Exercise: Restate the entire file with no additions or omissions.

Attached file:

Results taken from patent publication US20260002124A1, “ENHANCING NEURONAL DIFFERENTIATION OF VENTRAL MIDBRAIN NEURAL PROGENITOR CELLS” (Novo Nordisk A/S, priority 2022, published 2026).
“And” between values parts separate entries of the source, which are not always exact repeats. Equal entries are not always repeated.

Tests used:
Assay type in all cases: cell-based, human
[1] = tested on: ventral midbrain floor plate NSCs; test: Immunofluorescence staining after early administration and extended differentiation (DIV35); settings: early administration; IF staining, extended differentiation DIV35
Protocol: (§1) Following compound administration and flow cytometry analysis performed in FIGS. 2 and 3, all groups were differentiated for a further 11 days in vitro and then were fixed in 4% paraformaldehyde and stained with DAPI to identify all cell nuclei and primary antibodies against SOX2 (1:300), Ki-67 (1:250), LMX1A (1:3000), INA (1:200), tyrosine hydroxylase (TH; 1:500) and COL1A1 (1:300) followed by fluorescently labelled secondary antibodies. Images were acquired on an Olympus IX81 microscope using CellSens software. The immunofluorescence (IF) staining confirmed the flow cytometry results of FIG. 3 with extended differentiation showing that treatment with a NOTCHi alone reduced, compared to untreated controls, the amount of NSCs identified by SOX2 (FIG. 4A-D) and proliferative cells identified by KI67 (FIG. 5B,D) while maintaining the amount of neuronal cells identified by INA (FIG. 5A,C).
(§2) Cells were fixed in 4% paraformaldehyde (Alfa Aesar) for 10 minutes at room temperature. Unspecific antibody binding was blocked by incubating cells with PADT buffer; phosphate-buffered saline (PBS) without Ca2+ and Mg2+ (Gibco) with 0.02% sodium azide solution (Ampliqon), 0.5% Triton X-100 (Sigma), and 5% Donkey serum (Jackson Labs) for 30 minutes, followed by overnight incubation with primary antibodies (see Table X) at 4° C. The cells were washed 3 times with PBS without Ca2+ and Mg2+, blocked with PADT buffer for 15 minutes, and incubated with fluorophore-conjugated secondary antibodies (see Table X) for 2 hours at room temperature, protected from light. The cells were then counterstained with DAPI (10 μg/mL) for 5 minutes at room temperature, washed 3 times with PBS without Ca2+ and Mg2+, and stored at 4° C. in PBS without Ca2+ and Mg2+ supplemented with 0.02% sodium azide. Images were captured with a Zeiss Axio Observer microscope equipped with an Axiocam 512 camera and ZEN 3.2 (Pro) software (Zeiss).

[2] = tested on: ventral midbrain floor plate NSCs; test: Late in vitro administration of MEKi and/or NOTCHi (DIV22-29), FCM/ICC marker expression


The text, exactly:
Results taken from patent publication US20260002124A1, “ENHANCING NEURONAL DIFFERENTIATION OF VENTRAL MIDBRAIN NEURAL PROGENITOR CELLS” (Novo Nordisk A/S, priority 2022, published 2026).
“And” between values parts separate entries of the source, which are not always exact repeats. Equal entries are not always repeated.

Tests used:
Assay type in all cases: cell-based, human
[1] = tested on: ventral midbrain floor plate NSCs; test: Immunofluorescence staining after early administration and extended differentiation (DIV35); settings: early administration; IF staining, extended differentiation DIV35
Protocol: (§1) Following compound administration and flow cytometry analysis performed in FIGS. 2 and 3, all groups were differentiated for a further 11 days in vitro and then were fixed in 4% paraformaldehyde and stained with DAPI to identify all cell nuclei and primary antibodies against SOX2 (1:300), Ki-67 (1:250), LMX1A (1:3000), INA (1:200), tyrosine hydroxylase (TH; 1:500) and COL1A1 (1:300) followed by fluorescently labelled secondary antibodies. Images were acquired on an Olympus IX81 microscope using CellSens software. The immunofluorescence (IF) staining confirmed the flow cytometry results of FIG. 3 with extended differentiation showing that treatment with a NOTCHi alone reduced, compared to untreated controls, the amount of NSCs identified by SOX2 (FIG. 4A-D) and proliferative cells identified by KI67 (FIG. 5B,D) while maintaining the amount of neuronal cells identified by INA (FIG. 5A,C).
(§2) Cells were fixed in 4% paraformaldehyde (Alfa Aesar) for 10 minutes at room temperature. Unspecific antibody binding was blocked by incubating cells with PADT buffer; phosphate-buffered saline (PBS) without Ca2+ and Mg2+ (Gibco) with 0.02% sodium azide solution (Ampliqon), 0.5% Triton X-100 (Sigma), and 5% Donkey serum (Jackson Labs) for 30 minutes, followed by overnight incubation with primary antibodies (see Table X) at 4° C. The cells were washed 3 times with PBS without Ca2+ and Mg2+, blocked with PADT buffer for 15 minutes, and incubated with fluorophore-conjugated secondary antibodies (see Table X) for 2 hours at room temperature, protected from light. The cells were then counterstained with DAPI (10 μg/mL) for 5 minutes at room temperature, washed 3 times with PBS without Ca2+ and Mg2+, and stored at 4° C. in PBS without Ca2+ and Mg2+ supplemented with 0.02% sodium azide. Images were captured with a Zeiss Axio Observer microscope equipped with an Axiocam 512 camera and ZEN 3.2 (Pro) software (Zeiss).

[2] = tested on: ventral midbrain floor plate NSCs; test: Late in vitro administration of MEKi and/or NOTCHi (DIV22-29), FCM/ICC marker expression